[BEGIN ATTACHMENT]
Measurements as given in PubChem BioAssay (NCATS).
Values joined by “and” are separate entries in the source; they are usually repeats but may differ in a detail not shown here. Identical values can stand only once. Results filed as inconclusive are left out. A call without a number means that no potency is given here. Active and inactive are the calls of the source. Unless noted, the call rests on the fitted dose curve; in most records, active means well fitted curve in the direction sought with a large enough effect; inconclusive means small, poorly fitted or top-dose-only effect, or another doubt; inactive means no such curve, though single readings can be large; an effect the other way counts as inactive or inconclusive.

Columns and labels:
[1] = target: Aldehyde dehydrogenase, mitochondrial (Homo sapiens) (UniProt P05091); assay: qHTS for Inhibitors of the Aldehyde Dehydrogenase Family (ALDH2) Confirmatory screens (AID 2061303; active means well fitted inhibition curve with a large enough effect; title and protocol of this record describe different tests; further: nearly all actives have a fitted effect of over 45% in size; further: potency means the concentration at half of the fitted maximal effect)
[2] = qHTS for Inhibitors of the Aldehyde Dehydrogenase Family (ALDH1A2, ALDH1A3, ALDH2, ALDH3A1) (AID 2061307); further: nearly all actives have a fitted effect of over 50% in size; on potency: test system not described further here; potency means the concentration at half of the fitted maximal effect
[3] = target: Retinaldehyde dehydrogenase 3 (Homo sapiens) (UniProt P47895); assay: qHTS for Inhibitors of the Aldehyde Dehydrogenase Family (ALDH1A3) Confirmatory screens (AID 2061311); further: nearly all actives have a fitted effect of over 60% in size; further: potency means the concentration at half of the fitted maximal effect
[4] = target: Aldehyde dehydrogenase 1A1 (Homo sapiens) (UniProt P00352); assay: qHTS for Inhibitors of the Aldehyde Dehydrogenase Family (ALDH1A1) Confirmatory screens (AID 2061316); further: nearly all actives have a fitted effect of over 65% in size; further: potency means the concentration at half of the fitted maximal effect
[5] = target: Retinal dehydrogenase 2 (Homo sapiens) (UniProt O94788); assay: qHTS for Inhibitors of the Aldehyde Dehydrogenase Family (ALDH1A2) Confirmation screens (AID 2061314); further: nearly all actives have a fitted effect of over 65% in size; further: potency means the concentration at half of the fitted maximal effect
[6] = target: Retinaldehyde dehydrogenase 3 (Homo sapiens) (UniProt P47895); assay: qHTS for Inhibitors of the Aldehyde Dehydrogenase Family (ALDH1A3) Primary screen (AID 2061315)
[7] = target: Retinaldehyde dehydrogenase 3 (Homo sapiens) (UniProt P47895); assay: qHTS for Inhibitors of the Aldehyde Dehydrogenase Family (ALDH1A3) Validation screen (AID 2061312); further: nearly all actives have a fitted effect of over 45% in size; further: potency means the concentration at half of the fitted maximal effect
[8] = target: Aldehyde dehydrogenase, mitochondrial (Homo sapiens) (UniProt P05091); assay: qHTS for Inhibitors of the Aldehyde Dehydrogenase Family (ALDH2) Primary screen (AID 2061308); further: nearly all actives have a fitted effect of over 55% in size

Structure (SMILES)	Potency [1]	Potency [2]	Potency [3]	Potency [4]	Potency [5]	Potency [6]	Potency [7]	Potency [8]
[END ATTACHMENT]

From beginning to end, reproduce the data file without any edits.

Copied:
Measurements as given in PubChem BioAssay (NCATS).
Values joined by “and” are separate entries in the source; they are usually repeats but may differ in a detail not shown here. Identical values can stand only once. Results filed as inconclusive are left out. A call without a number means that no potency is given here. Active and inactive are the calls of the source. Unless noted, the call rests on the fitted dose curve; in most records, active means well fitted curve in the direction sought with a large enough effect; inconclusive means small, poorly fitted or top-dose-only effect, or another doubt; inactive means no such curve, though single readings can be large; an effect the other way counts as inactive or inconclusive.

Columns and labels:
[1] = target: Aldehyde dehydrogenase, mitochondrial (Homo sapiens) (UniProt P05091); assay: qHTS for Inhibitors of the Aldehyde Dehydrogenase Family (ALDH2) Confirmatory screens (AID 2061303; active means well fitted inhibition curve with a large enough effect; title and protocol of this record describe different tests; further: nearly all actives have a fitted effect of over 45% in size; further: potency means the concentration at half of the fitted maximal effect)
[2] = qHTS for Inhibitors of the Aldehyde Dehydrogenase Family (ALDH1A2, ALDH1A3, ALDH2, ALDH3A1) (AID 2061307); further: nearly all actives have a fitted effect of over 50% in size; on potency: test system not described further here; potency means the concentration at half of the fitted maximal effect
[3] = target: Retinaldehyde dehydrogenase 3 (Homo sapiens) (UniProt P47895); assay: qHTS for Inhibitors of the Aldehyde Dehydrogenase Family (ALDH1A3) Confirmatory screens (AID 2061311); further: nearly all actives have a fitted effect of over 60% in size; further: potency means the concentration at half of the fitted maximal effect
[4] = target: Aldehyde dehydrogenase 1A1 (Homo sapiens) (UniProt P00352); assay: qHTS for Inhibitors of the Aldehyde Dehydrogenase Family (ALDH1A1) Confirmatory screens (AID 2061316); further: nearly all actives have a fitted effect of over 65% in size; further: potency means the concentration at half of the fitted maximal effect
[5] = target: Retinal dehydrogenase 2 (Homo sapiens) (UniProt O94788); assay: qHTS for Inhibitors of the Aldehyde Dehydrogenase Family (ALDH1A2) Confirmation screens (AID 2061314); further: nearly all actives have a fitted effect of over 65% in size; further: potency means the concentration at half of the fitted maximal effect
[6] = target: Retinaldehyde dehydrogenase 3 (Homo sapiens) (UniProt P47895); assay: qHTS for Inhibitors of the Aldehyde Dehydrogenase Family (ALDH1A3) Primary screen (AID 2061315)
[7] = target: Retinaldehyde dehydrogenase 3 (Homo sapiens) (UniProt P47895); assay: qHTS for Inhibitors of the Aldehyde Dehydrogenase Family (ALDH1A3) Validation screen (AID 2061312); further: nearly all actives have a fitted effect of over 45% in size; further: potency means the concentration at half of the fitted maximal effect
[8] = target: Aldehyde dehydrogenase, mitochondrial (Homo sapiens) (UniProt P05091); assay: qHTS for Inhibitors of the Aldehyde Dehydrogenase Family (ALDH2) Primary screen (AID 2061308); further: nearly all actives have a fitted effect of over 55% in size

Structure (SMILES)	Potency [1]	Potency [2]	Potency [3]	Potency [4]	Potency [5]	Potency [6]	Potency [7]	Potency [8]